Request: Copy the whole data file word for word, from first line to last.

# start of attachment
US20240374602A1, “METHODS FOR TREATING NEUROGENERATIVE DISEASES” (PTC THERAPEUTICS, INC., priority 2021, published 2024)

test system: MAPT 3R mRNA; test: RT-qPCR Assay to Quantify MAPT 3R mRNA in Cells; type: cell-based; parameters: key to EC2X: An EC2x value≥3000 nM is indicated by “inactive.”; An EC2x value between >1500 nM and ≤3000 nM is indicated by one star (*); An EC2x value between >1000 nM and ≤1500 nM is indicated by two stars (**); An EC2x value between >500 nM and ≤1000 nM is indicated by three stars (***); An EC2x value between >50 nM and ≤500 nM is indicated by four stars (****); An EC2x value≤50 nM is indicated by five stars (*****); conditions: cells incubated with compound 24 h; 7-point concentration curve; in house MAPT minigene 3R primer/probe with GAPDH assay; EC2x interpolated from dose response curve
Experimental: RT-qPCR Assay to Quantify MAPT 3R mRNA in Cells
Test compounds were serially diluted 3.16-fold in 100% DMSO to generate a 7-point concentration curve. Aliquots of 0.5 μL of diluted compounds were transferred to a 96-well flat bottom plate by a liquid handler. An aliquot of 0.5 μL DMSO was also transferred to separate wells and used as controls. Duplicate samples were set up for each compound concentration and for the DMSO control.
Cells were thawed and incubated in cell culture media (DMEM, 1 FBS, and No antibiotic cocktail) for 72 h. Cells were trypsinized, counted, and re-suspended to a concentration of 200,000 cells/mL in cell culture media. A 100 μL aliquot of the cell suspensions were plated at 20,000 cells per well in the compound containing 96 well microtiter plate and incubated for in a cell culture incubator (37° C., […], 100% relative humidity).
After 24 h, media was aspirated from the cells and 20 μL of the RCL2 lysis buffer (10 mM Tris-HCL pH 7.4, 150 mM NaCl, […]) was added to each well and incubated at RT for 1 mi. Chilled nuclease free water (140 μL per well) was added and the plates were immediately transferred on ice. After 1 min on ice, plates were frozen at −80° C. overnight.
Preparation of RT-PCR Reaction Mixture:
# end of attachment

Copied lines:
US20240374602A1, “METHODS FOR TREATING NEUROGENERATIVE DISEASES” (PTC THERAPEUTICS, INC., priority 2021, published 2024)

test system: MAPT 3R mRNA; test: RT-qPCR Assay to Quantify MAPT 3R mRNA in Cells; type: cell-based; parameters: key to EC2X: An EC2x value≥3000 nM is indicated by “inactive.”; An EC2x value between >1500 nM and ≤3000 nM is indicated by one star (*); An EC2x value between >1000 nM and ≤1500 nM is indicated by two stars (**); An EC2x value between >500 nM and ≤1000 nM is indicated by three stars (***); An EC2x value between >50 nM and ≤500 nM is indicated by four stars (****); An EC2x value≤50 nM is indicated by five stars (*****); conditions: cells incubated with compound 24 h; 7-point concentration curve; in house MAPT minigene 3R primer/probe with GAPDH assay; EC2x interpolated from dose response curve
Experimental: RT-qPCR Assay to Quantify MAPT 3R mRNA in Cells
Test compounds were serially diluted 3.16-fold in 100% DMSO to generate a 7-point concentration curve. Aliquots of 0.5 μL of diluted compounds were transferred to a 96-well flat bottom plate by a liquid handler. An aliquot of 0.5 μL DMSO was also transferred to separate wells and used as controls. Duplicate samples were set up for each compound concentration and for the DMSO control.
Cells were thawed and incubated in cell culture media (DMEM, 1 FBS, and No antibiotic cocktail) for 72 h. Cells were trypsinized, counted, and re-suspended to a concentration of 200,000 cells/mL in cell culture media. A 100 μL aliquot of the cell suspensions were plated at 20,000 cells per well in the compound containing 96 well microtiter plate and incubated for in a cell culture incubator (37° C., […], 100% relative humidity).
After 24 h, media was aspirated from the cells and 20 μL of the RCL2 lysis buffer (10 mM Tris-HCL pH 7.4, 150 mM NaCl, […]) was added to each well and incubated at RT for 1 mi. Chilled nuclease free water (140 μL per well) was added and the plates were immediately transferred on ice. After 1 min on ice, plates were frozen at −80° C. overnight.
Preparation of RT-PCR Reaction Mixture: